BAGHDAD (Reuters) - Iraq launched an air strike on an Islamic State target inside neighboring Syria on Thursday, the military said.
F-16 fighter jets destroyed a building where members of the ultra-hardline Sunni group’s leadership were operating, it said in a statement.
Islamic State, which once occupied a third of Iraq’s territory, has been largely defeated in the country but still poses a threat along its border with Syria.
“Iraqi F-16 jets bombed this morning on Thursday a so-called command and control center containing leaders and fighters belonging to the Daesh (Islamic State) terrorist gang in the Hajin inside Syrian territory,” the statement said.
The Iraqi air force has carried out several air strikes against Islamic State in Syria since last year, with the approval of the Syrian government of President Bashar al-Assad and the U.S.-led coalition fighting Islamic State.
Iraq has good relations with Iran and Russia, Assad’s main backers in the Syrian civil war, while also enjoying strong support from the U.S.-led coalition.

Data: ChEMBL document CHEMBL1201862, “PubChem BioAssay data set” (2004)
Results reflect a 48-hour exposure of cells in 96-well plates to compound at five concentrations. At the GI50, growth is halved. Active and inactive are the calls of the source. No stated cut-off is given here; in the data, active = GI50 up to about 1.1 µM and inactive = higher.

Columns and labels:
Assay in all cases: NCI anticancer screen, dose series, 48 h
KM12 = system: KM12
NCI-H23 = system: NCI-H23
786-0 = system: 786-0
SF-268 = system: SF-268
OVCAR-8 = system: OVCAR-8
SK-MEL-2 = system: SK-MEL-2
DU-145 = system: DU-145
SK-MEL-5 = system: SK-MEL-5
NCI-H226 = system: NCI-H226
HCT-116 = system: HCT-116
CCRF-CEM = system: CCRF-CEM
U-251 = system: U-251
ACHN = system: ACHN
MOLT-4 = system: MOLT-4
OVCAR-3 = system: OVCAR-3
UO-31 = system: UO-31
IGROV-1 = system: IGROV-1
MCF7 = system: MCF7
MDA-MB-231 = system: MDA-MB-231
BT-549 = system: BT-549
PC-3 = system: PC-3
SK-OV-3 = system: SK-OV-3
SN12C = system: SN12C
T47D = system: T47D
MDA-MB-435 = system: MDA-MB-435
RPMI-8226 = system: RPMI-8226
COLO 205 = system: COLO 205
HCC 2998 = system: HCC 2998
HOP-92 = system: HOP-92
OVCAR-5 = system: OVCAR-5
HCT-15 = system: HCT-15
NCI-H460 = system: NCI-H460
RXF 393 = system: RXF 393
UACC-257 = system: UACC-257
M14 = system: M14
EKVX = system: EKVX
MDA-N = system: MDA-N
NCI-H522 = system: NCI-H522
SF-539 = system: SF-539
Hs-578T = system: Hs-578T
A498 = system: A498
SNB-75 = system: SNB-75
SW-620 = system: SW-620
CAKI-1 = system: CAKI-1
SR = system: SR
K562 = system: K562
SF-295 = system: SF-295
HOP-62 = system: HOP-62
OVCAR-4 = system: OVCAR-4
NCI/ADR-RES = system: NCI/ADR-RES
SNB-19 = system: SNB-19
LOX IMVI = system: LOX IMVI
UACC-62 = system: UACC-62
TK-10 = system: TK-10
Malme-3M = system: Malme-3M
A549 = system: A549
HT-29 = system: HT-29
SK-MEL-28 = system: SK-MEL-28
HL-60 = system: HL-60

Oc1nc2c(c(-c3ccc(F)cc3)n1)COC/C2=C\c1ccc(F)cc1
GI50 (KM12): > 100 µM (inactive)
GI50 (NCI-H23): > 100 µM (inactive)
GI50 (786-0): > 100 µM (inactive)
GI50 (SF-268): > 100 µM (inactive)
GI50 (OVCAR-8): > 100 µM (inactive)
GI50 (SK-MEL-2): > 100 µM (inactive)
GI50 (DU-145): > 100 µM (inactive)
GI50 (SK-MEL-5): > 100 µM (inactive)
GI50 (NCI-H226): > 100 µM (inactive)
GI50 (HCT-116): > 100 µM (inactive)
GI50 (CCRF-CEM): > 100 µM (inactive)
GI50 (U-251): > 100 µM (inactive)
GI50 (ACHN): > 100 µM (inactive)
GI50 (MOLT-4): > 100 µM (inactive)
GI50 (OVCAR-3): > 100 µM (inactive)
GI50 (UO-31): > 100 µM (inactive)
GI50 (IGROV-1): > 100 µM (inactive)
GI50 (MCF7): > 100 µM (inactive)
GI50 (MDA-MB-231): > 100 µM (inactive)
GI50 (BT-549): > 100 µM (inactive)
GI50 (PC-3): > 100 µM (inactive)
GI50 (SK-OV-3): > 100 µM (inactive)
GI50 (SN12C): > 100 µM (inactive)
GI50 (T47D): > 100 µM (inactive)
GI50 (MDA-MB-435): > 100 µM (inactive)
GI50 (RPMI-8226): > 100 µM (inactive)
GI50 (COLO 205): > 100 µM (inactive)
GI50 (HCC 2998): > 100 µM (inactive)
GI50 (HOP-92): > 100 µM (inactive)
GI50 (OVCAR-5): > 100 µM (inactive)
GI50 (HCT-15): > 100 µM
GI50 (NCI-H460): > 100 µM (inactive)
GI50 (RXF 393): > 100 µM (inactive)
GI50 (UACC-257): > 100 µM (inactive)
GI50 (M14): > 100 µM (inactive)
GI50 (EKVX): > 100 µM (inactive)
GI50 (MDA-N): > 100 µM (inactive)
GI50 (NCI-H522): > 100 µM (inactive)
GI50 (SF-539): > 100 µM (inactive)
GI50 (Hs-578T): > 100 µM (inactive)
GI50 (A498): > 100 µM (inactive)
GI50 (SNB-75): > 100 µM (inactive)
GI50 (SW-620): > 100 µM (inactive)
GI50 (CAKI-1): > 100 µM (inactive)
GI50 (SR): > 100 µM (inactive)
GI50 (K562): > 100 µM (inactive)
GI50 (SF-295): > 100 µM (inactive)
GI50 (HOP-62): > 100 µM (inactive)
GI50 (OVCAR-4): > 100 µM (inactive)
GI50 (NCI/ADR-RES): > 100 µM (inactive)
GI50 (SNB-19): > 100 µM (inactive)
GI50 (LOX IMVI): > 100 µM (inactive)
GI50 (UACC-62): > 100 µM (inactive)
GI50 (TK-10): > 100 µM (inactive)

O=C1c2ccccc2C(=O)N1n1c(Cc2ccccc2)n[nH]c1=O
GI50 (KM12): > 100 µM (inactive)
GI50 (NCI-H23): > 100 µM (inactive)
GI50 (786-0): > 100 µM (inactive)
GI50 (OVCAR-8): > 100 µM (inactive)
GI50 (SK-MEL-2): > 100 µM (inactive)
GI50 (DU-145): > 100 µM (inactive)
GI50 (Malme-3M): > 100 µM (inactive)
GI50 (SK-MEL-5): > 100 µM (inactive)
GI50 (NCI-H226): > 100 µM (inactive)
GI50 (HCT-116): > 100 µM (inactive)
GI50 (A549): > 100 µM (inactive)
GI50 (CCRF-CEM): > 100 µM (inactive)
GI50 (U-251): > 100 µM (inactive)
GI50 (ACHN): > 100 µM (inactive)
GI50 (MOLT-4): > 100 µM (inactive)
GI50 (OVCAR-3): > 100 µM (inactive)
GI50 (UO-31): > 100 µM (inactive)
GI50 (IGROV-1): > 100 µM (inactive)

Prime Minister Haider al-Abadi declared final victory over Islamic State in December but it still operates from pockets along the border with Syria and has continued to carry out ambushes, assassinations and bombings across Iraq.
Islamic State has resorted to guerrilla tactics since it abandoned its goal of holding territory and creating a self-sufficient caliphate that straddles Iraq and Syria.
Reporting by Ahmed Aboulenein; writing by Michael Georgy; editing by Janet Lawrence
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